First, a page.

Key Brexit Clash Would Cost Euro Swap Traders $2.4 Million a Day
(Bloomberg) -- One of the biggest Brexit battlegrounds between the European Union and the U.K. now has a price tag: at least $2.4 million a day.
That’s how much any move by the European Union to cut off access to London’s dominant clearinghouses for derivatives could cost traders in euro interest rate swaps, net of buying, according to an estimate from Albert Menkveld, professor of finance at Vrije Universiteit Amsterdam, who has sat on advisory panels to European regulatory authorities.
Fragmenting cross-Channel clearing would result in additional costs because global dealers would need more collateral for their positions in multiple clearinghouses in the U.K. and in the EU, Menkveld said. They wouldn’t be able to offset, or net, the positions as easily and that would require dealers to raise extra funds.
Those additional costs would likely be passed on to pensions, money managers and other users of derivatives in the local jurisdiction, Menkveld said, who compares the burden on financial markets to traffic jams caused by passport controls.
“This is the price we all paid for control by national authorities,” Menkveld wrote in a blog post. “As a European citizen I can now zip onto the Autobahn at 100-plus kilometers per hour, but my pension fund might soon pay for crossing the border with the U.K. to diversify risk.”
His tally is one of the first to show the immediate fallout if authorities stop the seamless, cross-Channel settlement of trillions in euro interest rate swap contracts, which currently takes place largely in London. The actual cost could be far greater if it weakens London’s attractiveness as a global financial center. The business is widely viewed as a core pillar of London’s standing and the EU’s desire to pull more of that business away has prompted sabre-rattling from politicians, financiers and even the governor of the Bank of England.
The U.K. and major lobby groups for the biggest banks and money managers in the world are calling for the EU to maintain easy access to London clearinghouses, including the London Stock Exchange Group Plc’s LCH unit which is the world’s biggest for euro interest rate swaps. The European Commission in Brussels wants the bloc’s traders to move more of their euro-denominated business inside the EU and not rely so heavily on London. A ruling last year extended access to London through June 2022.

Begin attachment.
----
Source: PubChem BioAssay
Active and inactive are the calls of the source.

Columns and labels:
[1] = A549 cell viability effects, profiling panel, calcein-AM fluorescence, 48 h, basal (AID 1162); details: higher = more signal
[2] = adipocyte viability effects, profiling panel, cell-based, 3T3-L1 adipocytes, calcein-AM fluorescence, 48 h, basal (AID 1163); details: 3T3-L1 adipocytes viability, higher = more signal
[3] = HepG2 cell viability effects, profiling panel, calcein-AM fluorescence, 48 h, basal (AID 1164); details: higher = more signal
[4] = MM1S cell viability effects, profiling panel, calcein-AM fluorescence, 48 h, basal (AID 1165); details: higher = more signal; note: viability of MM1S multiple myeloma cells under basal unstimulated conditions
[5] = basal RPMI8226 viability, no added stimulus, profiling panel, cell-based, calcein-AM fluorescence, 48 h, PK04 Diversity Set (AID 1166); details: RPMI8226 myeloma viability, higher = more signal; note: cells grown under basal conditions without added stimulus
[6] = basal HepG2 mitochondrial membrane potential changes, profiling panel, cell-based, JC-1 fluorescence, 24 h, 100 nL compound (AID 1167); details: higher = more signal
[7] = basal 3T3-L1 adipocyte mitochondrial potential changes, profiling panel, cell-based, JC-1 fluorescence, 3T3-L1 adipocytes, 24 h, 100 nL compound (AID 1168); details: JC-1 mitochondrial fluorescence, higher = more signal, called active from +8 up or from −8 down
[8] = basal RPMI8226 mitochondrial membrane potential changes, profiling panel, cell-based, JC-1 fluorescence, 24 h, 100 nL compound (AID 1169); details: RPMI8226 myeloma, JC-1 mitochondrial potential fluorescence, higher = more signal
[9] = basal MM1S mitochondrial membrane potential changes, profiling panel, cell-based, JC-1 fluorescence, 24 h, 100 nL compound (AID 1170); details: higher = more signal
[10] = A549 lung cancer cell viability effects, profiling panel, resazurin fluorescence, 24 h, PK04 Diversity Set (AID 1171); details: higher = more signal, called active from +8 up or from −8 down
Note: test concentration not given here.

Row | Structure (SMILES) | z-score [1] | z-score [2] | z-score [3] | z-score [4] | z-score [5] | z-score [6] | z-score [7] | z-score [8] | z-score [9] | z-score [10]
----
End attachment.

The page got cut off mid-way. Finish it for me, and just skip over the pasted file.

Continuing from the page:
Clearinghouses serve as a key hub in the global financial system, settling hundreds of trillions of dollars in deals between banks, hedge funds, pensions and a wide range of corporations. The firms collect collateral, or margin, from buyers and sellers to reduce the risk that the default of one side spreads panic to the other and, in turn, across the broader system.
If the temporary decision isn’t renewed, Bank of England Governor Andrew Bailey has said a quarter of euro-derivatives clearing business would need to shift to the EU. The rest would likely stay in London because it is currently the most efficient place for it, he said.
The estimated net price impact probably understates the total additional costs to traders in the market from the disruption that would ensue, Menkveld said.
Costs could mount because traders would probably have a harder time offsetting positions in euros, pounds and other currencies as well as the increased compliance burden. In more stressed markets, traders could face much higher costs from the split and difficulty using clearinghouses in both the U.K. and the EU, he said.
“There is a trade-off here between the benefits of local control by regulators, and the additional costs that fragmented clearing imposes,” Menkveld said. “The benefit is hard to quantify but the costs are non-trivial.”
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